CNET también está disponible en español.

Ir a español

Don't show this again

Christmas Gift Guide

Windows 1.0

Windows 2.0

Windows 3.0

Windows 95

Windows NT

Windows 98

Windows 2000

Windows ME

Windows XP

Windows Vista

Windows 7

Windows 8

Windows 8.1

Microsoft Windows 1.0, seen here, was released in November 1985. Unfortunately for Microsoft, it failed to inspire -- especially when compared with the more user-friendly graphical user interface developed by Apple for the Macintosh.
Caption by / Photo by Screenshot by Remember the dot
Windows 2.0 was released two years later, in December 1987. The best that can be said for this incarnation was that Windows remained a work in progress.
Caption by / Photo by Microsoft
The 1990 Windows 3.0 desktop workspace -- and apparently three's a charm! The old adage about Microsoft needing three times to get it right was never more true. It offered better multitasking of older MS-DOS-based apps through the introduction of virtual memory. For the first time, Windows also garnered serious support from the software development community.
Caption by / Photo by Microsoft/Wikipedia user Tyomitch
Behold, the Start button -- a move that would stick around for years to come.
Caption by / Photo by Microsoft
Windows NT was the first 32-bit version of Windows.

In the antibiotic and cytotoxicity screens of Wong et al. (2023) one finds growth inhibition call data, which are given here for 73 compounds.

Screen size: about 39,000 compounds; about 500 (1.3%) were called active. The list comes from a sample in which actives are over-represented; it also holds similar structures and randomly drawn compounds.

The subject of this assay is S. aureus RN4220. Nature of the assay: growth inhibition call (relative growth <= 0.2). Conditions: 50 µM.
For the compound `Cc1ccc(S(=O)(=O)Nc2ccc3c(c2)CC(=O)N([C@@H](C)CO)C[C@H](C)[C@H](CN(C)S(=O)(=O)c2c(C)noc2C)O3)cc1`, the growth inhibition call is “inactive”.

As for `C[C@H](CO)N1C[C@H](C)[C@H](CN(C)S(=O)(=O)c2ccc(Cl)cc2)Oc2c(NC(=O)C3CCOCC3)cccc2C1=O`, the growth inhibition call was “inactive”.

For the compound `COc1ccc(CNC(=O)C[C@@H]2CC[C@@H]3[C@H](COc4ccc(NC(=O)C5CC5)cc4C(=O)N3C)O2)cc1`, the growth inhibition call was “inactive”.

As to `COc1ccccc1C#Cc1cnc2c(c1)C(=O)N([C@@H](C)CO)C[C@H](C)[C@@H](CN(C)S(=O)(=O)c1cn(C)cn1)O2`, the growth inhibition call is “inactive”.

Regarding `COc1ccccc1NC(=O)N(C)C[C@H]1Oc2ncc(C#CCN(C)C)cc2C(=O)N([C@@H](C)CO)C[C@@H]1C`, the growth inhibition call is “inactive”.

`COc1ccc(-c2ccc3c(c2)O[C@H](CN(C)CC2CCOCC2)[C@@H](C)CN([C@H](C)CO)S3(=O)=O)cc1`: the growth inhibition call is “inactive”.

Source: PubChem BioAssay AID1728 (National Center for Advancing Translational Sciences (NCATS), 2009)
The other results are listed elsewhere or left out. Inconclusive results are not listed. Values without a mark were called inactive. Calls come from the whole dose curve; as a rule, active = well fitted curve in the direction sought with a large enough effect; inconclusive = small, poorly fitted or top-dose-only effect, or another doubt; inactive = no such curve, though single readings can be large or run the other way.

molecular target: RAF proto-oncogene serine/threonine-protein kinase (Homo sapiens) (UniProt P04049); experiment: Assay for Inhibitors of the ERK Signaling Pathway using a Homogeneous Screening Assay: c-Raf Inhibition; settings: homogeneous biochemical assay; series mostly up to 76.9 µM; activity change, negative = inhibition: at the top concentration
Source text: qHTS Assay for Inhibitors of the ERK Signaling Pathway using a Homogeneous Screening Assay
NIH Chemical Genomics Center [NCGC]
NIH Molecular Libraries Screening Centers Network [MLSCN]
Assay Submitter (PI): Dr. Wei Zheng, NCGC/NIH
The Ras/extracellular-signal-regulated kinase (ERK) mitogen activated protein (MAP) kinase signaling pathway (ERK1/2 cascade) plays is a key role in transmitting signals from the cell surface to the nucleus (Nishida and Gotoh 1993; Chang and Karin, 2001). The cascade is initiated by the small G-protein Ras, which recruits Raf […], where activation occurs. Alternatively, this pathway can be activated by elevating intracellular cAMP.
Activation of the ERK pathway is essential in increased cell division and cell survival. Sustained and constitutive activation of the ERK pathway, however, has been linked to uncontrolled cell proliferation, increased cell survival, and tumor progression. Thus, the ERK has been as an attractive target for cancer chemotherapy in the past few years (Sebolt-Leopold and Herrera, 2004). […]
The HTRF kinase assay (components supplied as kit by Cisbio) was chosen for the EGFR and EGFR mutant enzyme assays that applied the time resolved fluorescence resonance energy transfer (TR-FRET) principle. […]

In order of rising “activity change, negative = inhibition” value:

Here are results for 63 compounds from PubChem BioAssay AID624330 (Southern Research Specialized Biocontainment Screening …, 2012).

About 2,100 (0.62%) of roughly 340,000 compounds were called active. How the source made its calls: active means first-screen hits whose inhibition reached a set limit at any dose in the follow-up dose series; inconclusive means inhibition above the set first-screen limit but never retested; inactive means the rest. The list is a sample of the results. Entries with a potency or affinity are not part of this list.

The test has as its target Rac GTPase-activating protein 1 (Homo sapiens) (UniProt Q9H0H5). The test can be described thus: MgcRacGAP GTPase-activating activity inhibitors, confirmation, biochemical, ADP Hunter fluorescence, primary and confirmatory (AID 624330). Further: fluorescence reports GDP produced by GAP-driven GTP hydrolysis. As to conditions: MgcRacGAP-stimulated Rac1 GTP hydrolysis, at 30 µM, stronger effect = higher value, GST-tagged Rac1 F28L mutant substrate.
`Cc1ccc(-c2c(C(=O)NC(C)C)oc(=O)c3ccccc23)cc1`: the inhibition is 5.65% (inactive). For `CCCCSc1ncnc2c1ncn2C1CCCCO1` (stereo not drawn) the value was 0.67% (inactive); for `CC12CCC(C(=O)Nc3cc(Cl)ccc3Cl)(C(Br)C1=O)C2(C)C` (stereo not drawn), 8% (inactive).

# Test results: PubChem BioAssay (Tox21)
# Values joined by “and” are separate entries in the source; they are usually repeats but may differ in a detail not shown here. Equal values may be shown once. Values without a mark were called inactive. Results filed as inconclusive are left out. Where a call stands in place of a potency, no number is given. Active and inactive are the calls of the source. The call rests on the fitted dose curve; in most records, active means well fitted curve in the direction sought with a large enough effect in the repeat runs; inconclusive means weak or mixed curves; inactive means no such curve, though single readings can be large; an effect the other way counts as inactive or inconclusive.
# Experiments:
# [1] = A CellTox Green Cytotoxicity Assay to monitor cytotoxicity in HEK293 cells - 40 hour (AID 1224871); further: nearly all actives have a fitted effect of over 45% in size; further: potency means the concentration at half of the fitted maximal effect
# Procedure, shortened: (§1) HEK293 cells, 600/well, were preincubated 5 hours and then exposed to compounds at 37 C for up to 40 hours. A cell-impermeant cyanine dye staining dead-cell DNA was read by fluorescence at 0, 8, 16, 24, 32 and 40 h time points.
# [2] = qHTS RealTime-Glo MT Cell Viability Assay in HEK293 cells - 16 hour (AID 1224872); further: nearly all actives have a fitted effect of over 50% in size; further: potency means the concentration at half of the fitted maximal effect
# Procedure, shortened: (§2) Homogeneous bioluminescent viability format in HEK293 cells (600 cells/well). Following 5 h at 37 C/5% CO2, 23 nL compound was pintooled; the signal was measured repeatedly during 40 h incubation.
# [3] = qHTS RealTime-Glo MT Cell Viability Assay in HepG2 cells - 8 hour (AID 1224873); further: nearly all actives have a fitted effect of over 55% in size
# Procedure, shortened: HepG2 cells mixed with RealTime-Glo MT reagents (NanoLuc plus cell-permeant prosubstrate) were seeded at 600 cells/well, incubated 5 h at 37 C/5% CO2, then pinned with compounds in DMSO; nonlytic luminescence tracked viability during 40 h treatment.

Caption by / Photo by Microsoft
Released on June 25, 1998, Microsoft called Windows 98 the first version of Windows designed specifically for consumers. Windows 98 was also the last version based on MS-DOS.
Caption by / Photo by CNET
A renamed version of Windows NT that added extra speed and stability. It was aimed at large businesses.
Caption by / Photo by Microsoft/Wikipedia user Astroview120mm
Windows Millennium Edition, or ME was seen as a stop gap release between Windows 98 and XP.
Caption by / Photo by Micorsoft/Wikipedia user Koman90
Windows XP was one of the most popular versions of Windows, and ditched the plain grey color scheme for blues and greens.
Caption by
Windows Vista brought numerous improvements but also required beefier hardware and came with some stringent security that soured consumers and businesses alike.
Caption by / Photo by CNET
Windows 7 brought a more refined look and a trimmed down user interface.
Caption by / Photo by CNET
Microsoft made an aggressive move with Windows 8, which was released in October 2012. The new interface and tiled Start screen came with a steep learning curve that prompted a backlash from some users.
Caption by / Photo by Microsoft
Windows 8.1 brings a handful of new features that make the OS work better on smaller tablets and let desktop users boot straight to the "desktop" mode.
Caption by / Photo by Microsoft
Updated:
Up Next
15 creatures that could disappear w...
15